A few days ago I was cleaning my 5-year-old son's room when a troubling thing caught my attention. It began when I found my husband's cuff links hidden in the drawer of his bedside table, perfectly centered under his collection of Curious George books. I laughed, assuming there had to be a rational, and most likely humorous, explanation for their new home. I turned to his disheveled bed—the next task at hand—still grinning to myself about the eccentricities of childhood. After folding the corners of his top sheet and pulling his Pottery Barn Kids quilt taut, I picked up his pillow and gave it a little fluff, only to be baffled by the pack of Bubblicious gum that fell out of his pillow case. A few minutes later, I discovered a bottle of Tabasco Sauce stashed under some building blocks in his dresser drawer. Then, when I thought my discoveries couldn’t get any stranger, I dumped out the shoe box he had artfully crafted into a Valentine's Day mailbox last February, only to be confronted by an odd assortment of rocks, candy wrappers, and pieces of mosaic glass.
Not knowing what else to do, I ran to the computer to determine whether my son was going through a normal phase of development or whether his strange desire to hide things around his bedroom was an early sign of a future hoarding problem.
Hoarding, or obsessive-compulsive hoarding as is it often called, is defined by the Mayo Clinic as “the excessive collection of items, along with the inability to discard them.” In adults, hoarding often creates such cramped living conditions that homes may be filled to capacity, with only narrow pathways winding through stacks of clutter. However, a lot less is known about childhood hoarding, other than the fact that it is not considered a disorder unless it causes a significant reduction in the child’s quality of life.
To determine whether your child suffers from OCD hoarding, Tamar Chansky, the author of Freeing Your Child from Obsessive-Compulsive Disorder and the director of the Children’s Center for OCD and Anxiety in Philadelphia, recommends observing him or her very carefully for signs of the following: stress, sleep deprivation, depression or shame, agitation, slowness in performing everyday tasks such as getting dressed in the morning or preparing for bed, manic need to keep busy, academic difficulties, including slowness to complete easy work, behavioral difficulties such as angry outbursts when questioned about odd rituals or desires, and social difficulties or a desire to spend excessive time alone.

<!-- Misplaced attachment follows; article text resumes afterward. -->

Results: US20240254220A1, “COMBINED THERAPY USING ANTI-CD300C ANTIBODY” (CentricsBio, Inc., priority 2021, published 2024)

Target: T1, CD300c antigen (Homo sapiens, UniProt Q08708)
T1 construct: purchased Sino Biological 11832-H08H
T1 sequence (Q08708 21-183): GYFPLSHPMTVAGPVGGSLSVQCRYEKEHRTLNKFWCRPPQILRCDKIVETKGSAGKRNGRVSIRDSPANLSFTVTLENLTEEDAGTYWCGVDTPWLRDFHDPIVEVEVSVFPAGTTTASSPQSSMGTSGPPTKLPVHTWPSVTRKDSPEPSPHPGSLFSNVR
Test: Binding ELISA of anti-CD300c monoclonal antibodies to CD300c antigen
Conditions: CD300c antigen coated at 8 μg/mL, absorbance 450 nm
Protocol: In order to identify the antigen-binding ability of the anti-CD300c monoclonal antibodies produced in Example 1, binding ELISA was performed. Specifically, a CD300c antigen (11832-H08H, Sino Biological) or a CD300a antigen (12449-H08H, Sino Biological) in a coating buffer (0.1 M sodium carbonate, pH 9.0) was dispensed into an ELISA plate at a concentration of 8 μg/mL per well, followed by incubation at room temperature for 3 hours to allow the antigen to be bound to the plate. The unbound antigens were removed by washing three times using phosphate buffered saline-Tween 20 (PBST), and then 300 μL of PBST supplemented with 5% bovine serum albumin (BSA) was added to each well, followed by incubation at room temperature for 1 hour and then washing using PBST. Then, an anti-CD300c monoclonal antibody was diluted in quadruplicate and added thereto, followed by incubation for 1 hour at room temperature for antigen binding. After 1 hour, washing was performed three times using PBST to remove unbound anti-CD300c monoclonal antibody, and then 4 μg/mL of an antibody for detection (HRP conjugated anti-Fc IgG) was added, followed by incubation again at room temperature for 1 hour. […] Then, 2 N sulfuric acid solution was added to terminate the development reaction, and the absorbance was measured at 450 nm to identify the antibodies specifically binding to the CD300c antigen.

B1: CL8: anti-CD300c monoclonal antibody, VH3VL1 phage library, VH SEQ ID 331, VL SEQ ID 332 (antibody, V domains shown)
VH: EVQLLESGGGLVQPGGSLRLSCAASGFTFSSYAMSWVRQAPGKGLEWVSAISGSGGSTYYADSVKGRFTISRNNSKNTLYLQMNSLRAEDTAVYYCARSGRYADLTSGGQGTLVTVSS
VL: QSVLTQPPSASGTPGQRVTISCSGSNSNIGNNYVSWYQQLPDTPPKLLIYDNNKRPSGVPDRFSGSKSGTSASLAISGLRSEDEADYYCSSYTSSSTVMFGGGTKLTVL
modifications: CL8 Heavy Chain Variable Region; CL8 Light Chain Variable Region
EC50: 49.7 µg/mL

Because my son still lives the life of any happy, ornery 5-year-old boy, I didn’t feel as though I could accurately “self-diagnose” him with a disorder as serious as OCD hoarding. In fact, after reading Debbi R. Lun’s description of dealing with a child who suffers from the disorder, I was finally able to see the difference between collecting random objects and suffering from hoarding disorder. Lun mentions that her son’s disorder became so debilitating, he would purposefully close his eyes when he entered a store so he would not see anything that he would want to take home to save. “Usually,” she states, “he still managed to gather a handful of useless dust to take home.” Within a matter of weeks, her son’s symptoms became so serious he could no longer attend school.
While the treatment of hoarding is a challenge that meets with mixed success, Lun’s son responded to Inositol, a powder form of vitamin B. After a few days on Inositol, she says she noticed his symptoms lessening. After four weeks, his symptoms completely disappeared. Despite the Lun family’s success with Inositol, studies show it works for 4 out of 10 OCD sufferers. Although that information is a step in the right direction, there is still a vast amount of information about OCD hoarding that is yet to be discovered.
For more information on childhood hoarding: Obsessive Compulsive Disorder: Children Who Hoard
When Your Child Has Obsessive-Compulsive Disorder Kids Health: Obsessive-Compulsive Disorder